New Delhi: Aviation regulator E K Bharat Bhushan was on Tuesday abruptly removed from his key position in the backdrop of his tough stance against debt-ridden Kingfisher Airlines over its failure to pay salaries to its employees.
In a swift move by the Civil Aviation Ministry, Bhushan, who has been the Director General of Civil Aviation for nearly two years, was replaced by Prashant Narain Sukul, a Joint Secretary in the Ministry who would be holding the position as an additional charge, official sources said.
Only about a week ago, the Appointments Committee of the Cabinet had approved the extension of additional charge of the DGCA post to Bhushan for another year "with effect from 01.12.2011 or till the appointment of a regular incumbent, whichever is earlier."
Bhushan, who has been the Director General of Civil Aviation for nearly two years, was replaced by Prashant Narain Sukul.
According to sources, Bhushan, an IAS officer of the 1979 batch from Kerala cadre who took over from Syed Nasim Ahmad Zaidi in December 2010 as DGCA chief, will now continue to serve as Additional Secretary in the ministry.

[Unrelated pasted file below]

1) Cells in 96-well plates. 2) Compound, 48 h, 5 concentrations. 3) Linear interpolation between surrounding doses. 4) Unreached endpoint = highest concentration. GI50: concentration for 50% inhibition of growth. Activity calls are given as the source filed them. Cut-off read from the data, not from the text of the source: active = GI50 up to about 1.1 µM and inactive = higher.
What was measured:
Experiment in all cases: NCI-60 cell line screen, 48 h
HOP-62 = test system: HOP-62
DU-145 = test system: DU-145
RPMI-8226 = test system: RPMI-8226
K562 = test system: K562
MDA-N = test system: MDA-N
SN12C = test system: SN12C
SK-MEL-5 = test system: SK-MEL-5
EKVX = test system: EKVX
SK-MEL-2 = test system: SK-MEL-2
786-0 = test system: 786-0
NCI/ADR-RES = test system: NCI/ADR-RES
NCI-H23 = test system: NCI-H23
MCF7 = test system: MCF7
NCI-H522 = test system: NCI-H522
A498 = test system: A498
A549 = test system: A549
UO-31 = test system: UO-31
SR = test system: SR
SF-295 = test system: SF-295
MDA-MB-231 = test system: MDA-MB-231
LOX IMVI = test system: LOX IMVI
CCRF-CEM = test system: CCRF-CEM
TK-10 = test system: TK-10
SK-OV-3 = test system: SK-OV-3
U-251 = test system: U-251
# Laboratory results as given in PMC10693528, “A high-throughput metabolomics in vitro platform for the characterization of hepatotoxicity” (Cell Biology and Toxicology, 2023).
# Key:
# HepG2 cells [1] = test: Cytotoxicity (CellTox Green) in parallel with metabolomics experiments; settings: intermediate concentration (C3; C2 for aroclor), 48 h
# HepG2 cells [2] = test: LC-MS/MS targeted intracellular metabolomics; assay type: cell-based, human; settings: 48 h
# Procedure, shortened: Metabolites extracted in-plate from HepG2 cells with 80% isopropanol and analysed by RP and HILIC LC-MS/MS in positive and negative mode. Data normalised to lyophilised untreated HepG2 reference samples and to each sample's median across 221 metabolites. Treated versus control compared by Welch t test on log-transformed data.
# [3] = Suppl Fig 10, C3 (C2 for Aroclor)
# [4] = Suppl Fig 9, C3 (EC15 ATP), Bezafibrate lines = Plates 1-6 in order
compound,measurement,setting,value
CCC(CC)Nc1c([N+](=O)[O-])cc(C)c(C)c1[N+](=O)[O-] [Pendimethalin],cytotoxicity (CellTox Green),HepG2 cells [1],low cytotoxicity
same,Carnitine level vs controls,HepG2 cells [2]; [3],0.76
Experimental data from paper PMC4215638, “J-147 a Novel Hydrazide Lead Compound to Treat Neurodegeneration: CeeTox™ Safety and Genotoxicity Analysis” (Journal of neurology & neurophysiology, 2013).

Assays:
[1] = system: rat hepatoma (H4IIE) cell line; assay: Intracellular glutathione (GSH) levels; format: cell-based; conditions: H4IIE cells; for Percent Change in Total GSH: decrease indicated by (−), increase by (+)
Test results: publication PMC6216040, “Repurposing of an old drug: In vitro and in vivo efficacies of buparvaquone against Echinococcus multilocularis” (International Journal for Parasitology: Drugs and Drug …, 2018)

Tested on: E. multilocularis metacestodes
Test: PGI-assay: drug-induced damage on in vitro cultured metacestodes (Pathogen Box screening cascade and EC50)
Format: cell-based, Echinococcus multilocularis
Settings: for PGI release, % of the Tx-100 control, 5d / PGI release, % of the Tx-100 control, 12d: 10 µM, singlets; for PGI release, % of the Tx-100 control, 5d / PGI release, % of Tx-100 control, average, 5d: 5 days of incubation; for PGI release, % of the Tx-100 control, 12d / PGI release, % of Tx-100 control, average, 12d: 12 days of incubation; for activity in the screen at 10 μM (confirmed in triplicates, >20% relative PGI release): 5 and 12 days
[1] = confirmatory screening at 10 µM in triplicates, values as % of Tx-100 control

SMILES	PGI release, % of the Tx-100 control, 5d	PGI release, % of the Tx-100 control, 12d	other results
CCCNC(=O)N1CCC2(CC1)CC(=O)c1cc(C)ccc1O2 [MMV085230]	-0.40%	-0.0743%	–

While there was no official word on the reasons for his removal as DGCA by the Civil Aviation ministry, there has been speculation that his stern warnings to Kingfisher and Air India to pay dues to their employees may have gone against him.
As the chief of India's aviation regulatory body, Bhushan had brought in stringent measures to prevent airlines from compromising on safety on account of their financial trouble.
He had bluntly told both the loss-making carriers to pay up employees' dues soon enough so that their performance was not affected. Both the airlines have faulted on timely payment of salaries and allowances for several months.
He had said that safety could be adversely affected by a demotivated staff, particularly a pilot, an engineer or a cabin crew, if they were not paid their dues on time.
During his 20-month tenure as the head of the aviation regulatory body, 57-year-old Bhushan handled a series of major cases of flouting of aviation rules, including the fake pilots scam and fudging of records by flying schools.